The only baggage you can bring

Writing yesterday’s post got me thinking about all of the stuff currently living rent-free in my head. At the risk of extending the metaphor beyond its limits, a big part of what I am doing right now is unpacking emotional baggage. One song, in particular, is on heavy rotation in my head. It’s Walk On, the fourth track on the Irish rock band U2’s 2001 release, All That You Can’t Leave Behind, from which also comes the album’s title.*

And love is not the easy thing

The only baggage you can bring

Is all that you can’t leave behind

Although I’m hardly the U2 authority my friend Seth is, I’ve always enjoyed learning about the inspiration behind their songs, which are often spiritually and/or politically themed. Bono, the band’s lead singer and primary lyricist, had this to say about the meaning behind Walk On in the band’s autobiography (which, if you haven’t read, I highly recommend):

It’s a song about nobility and personal sacrifice, about doing what’s right even when your heart says otherwise. The spoken intro gave us the title for the new album. … Love, in the highest sense of the word, is the only thing you can always take with you, in your heart. At some point you’re going to have to lose everything else anyway. There’s a passage in Corinthians that uses the image of a house going through a fire, and it seems to suggest that when, in death, we eventually face judgement…all that is made of straw and wood will be burned away, only the eternal things will survive. … It is a mantra, really, a bonfire of vanities, and you can throw anything you want on the fire. Whatever it is that you want more than love, it has to go. That’s a really interesting question to ask: What are the things you want more than love?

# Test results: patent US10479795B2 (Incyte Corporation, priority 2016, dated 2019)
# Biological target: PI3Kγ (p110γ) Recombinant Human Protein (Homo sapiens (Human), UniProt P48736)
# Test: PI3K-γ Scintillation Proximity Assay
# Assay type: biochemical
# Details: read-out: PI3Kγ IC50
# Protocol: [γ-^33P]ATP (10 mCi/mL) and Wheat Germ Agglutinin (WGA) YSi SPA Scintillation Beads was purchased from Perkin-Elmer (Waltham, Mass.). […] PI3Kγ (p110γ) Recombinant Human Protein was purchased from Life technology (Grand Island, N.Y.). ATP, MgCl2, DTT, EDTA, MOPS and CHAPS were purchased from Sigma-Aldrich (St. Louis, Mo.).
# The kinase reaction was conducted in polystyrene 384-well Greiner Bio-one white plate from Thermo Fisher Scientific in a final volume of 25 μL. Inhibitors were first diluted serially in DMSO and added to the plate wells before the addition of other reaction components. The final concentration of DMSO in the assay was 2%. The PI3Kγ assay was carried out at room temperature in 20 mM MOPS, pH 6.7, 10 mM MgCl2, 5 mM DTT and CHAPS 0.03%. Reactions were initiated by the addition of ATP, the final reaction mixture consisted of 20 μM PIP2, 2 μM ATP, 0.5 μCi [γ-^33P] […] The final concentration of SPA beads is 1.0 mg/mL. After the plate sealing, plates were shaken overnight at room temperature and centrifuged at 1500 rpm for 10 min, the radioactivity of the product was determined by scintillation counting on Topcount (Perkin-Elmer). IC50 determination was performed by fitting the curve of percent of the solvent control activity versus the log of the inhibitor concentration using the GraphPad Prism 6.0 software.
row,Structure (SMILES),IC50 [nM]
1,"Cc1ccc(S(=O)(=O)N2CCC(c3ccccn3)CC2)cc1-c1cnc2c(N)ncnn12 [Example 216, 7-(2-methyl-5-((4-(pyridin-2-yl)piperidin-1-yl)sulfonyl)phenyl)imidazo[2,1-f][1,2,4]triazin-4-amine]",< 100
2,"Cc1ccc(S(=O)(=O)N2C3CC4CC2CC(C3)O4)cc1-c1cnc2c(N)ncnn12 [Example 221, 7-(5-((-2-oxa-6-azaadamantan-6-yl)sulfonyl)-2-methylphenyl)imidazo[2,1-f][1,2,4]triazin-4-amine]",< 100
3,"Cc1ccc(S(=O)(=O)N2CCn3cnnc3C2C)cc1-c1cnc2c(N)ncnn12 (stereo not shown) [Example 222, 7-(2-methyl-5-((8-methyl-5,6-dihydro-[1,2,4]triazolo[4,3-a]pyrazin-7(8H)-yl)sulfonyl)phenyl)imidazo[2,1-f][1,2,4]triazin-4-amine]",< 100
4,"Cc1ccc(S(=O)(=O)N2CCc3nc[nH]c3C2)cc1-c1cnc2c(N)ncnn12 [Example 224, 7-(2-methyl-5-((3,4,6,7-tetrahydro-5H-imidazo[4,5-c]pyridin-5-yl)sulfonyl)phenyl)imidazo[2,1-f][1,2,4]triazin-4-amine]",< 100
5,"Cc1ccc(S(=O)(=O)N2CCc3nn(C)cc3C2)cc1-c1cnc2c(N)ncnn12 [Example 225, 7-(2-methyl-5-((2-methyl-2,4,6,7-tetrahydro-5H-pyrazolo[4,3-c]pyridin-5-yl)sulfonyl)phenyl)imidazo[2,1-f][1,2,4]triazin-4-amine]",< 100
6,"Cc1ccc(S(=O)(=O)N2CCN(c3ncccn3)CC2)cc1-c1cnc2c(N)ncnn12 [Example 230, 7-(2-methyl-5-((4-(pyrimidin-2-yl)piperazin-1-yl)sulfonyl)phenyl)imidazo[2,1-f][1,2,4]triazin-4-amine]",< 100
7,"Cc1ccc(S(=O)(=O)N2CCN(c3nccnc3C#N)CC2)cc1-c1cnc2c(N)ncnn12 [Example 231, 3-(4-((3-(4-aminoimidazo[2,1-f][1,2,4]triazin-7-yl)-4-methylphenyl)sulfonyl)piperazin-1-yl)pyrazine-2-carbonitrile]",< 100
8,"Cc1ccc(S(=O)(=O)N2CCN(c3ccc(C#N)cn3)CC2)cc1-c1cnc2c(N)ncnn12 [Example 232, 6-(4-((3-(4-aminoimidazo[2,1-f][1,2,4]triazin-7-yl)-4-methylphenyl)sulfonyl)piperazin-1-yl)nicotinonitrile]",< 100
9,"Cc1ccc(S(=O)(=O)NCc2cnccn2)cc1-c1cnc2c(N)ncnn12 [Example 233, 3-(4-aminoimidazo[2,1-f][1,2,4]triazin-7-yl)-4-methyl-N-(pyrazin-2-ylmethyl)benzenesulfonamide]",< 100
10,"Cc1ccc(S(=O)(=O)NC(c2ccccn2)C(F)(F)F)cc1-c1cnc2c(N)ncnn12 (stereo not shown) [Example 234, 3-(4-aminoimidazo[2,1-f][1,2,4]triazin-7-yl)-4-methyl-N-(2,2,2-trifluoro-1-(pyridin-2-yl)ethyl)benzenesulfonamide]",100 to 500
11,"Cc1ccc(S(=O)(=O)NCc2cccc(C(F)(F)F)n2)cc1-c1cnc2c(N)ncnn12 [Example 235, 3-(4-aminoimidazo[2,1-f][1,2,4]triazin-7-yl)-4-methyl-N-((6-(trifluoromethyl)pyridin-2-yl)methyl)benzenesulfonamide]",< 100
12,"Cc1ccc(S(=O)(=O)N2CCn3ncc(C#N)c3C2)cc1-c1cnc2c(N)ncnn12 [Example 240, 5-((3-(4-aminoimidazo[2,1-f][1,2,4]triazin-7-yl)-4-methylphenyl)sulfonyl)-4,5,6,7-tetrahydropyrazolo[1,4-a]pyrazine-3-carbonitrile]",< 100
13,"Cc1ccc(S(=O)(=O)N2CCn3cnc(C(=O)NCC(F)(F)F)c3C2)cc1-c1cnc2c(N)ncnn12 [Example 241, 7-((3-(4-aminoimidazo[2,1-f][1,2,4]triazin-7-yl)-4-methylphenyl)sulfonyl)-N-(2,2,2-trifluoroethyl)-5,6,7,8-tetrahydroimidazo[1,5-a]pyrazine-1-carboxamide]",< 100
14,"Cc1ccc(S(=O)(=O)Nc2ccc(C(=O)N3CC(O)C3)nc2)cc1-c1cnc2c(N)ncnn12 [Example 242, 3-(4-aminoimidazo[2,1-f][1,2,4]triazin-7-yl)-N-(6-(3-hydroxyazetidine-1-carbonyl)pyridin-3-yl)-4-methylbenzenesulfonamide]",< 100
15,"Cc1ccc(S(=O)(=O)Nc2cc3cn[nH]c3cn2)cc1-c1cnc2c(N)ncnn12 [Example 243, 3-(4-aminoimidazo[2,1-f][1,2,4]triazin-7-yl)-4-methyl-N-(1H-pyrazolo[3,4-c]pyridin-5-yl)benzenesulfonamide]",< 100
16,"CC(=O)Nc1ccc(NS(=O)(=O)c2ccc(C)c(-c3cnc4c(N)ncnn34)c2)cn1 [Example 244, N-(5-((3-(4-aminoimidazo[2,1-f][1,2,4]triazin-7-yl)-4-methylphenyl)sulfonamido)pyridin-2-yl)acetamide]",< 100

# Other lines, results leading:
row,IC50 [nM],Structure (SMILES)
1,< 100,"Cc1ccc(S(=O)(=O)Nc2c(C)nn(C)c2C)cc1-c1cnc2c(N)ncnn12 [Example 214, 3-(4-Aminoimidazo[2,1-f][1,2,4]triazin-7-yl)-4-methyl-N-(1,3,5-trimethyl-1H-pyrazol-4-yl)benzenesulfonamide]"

As I play the song over in my mind, I find myself asking why I am holding onto so many fears, anxieties, slights, grudges, frustrations, failures, embarrassments, judgments… I’ve started working on what I can best describe as a reverse packing list, putting down on paper those things in my head that have been sitting for too long in inventory. It feels overwhelming to try and tackle them all at once, so (in classic Liz style), I am prioritizing and approaching the pile systematically. (Rereading that last line, I realize that I sound significantly more put together than I am.).

All that you fashion

All that you make

All that you build

All that you break

All that you measure

All that you steal

All this you can leave behind

What I love most about this song is its hope. The focus is not on the past, but rather on moving toward a better future. It’s a messy process but, one item at a time, I’m learning how much I can leave behind.

Want to hear the song? Click here.

*Originally written to honor pro-democracy advocate Aung San Suu Kyi, following her recent denials of genocide against the Rohingya people, the band has retracted the dedication and Bono has called for her to step down as State Counsellor of Myanmar.


  1. Interesting that Bono should quote Paul. And even more interesting that he and his colleagues should imitate Beethoven, with an appropriate gender shift. Beethoven dedicated “Eroica“ to Napoleon: “Composta per festeggiare il sowenire dl un grand uomo.” But when Napoleon started invading other countries, Beethoven struck out the dedication. I think we saw the original manuscript on display in the Lobkowitz Palace in Prague.


  2. Nice thoughts, you know you can always hang out with Betty and I and unpack some “baggage” then we can collectively try to “have some deep thoughts with Jack Handy”… hope you know of Jack Handy. We hope for you Tracy


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